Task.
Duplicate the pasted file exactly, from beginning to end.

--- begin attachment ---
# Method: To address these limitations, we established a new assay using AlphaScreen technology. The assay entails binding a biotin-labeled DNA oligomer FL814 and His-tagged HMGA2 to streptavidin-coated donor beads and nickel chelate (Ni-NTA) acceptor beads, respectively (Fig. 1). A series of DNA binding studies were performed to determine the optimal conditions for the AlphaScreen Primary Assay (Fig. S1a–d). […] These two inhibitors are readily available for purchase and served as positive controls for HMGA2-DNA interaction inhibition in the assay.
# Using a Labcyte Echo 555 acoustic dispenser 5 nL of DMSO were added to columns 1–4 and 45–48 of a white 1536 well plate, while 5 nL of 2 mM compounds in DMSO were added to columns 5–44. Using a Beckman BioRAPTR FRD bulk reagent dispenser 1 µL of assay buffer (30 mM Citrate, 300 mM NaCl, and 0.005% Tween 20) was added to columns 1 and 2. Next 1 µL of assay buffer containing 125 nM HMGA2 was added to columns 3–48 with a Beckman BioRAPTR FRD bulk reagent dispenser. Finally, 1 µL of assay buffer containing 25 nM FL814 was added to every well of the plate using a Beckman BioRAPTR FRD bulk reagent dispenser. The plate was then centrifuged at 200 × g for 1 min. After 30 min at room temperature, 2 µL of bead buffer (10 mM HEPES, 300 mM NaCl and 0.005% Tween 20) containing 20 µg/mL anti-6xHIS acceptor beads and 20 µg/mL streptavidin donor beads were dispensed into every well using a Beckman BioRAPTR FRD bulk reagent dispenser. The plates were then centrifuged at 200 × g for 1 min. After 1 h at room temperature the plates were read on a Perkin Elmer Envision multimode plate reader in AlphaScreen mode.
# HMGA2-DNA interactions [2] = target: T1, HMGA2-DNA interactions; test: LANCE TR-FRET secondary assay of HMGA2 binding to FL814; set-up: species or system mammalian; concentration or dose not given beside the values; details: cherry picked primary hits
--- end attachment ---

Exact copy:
# Method: To address these limitations, we established a new assay using AlphaScreen technology. The assay entails binding a biotin-labeled DNA oligomer FL814 and His-tagged HMGA2 to streptavidin-coated donor beads and nickel chelate (Ni-NTA) acceptor beads, respectively (Fig. 1). A series of DNA binding studies were performed to determine the optimal conditions for the AlphaScreen Primary Assay (Fig. S1a–d). […] These two inhibitors are readily available for purchase and served as positive controls for HMGA2-DNA interaction inhibition in the assay.
# Using a Labcyte Echo 555 acoustic dispenser 5 nL of DMSO were added to columns 1–4 and 45–48 of a white 1536 well plate, while 5 nL of 2 mM compounds in DMSO were added to columns 5–44. Using a Beckman BioRAPTR FRD bulk reagent dispenser 1 µL of assay buffer (30 mM Citrate, 300 mM NaCl, and 0.005% Tween 20) was added to columns 1 and 2. Next 1 µL of assay buffer containing 125 nM HMGA2 was added to columns 3–48 with a Beckman BioRAPTR FRD bulk reagent dispenser. Finally, 1 µL of assay buffer containing 25 nM FL814 was added to every well of the plate using a Beckman BioRAPTR FRD bulk reagent dispenser. The plate was then centrifuged at 200 × g for 1 min. After 30 min at room temperature, 2 µL of bead buffer (10 mM HEPES, 300 mM NaCl and 0.005% Tween 20) containing 20 µg/mL anti-6xHIS acceptor beads and 20 µg/mL streptavidin donor beads were dispensed into every well using a Beckman BioRAPTR FRD bulk reagent dispenser. The plates were then centrifuged at 200 × g for 1 min. After 1 h at room temperature the plates were read on a Perkin Elmer Envision multimode plate reader in AlphaScreen mode.
# HMGA2-DNA interactions [2] = target: T1, HMGA2-DNA interactions; test: LANCE TR-FRET secondary assay of HMGA2 binding to FL814; set-up: species or system mammalian; concentration or dose not given beside the values; details: cherry picked primary hits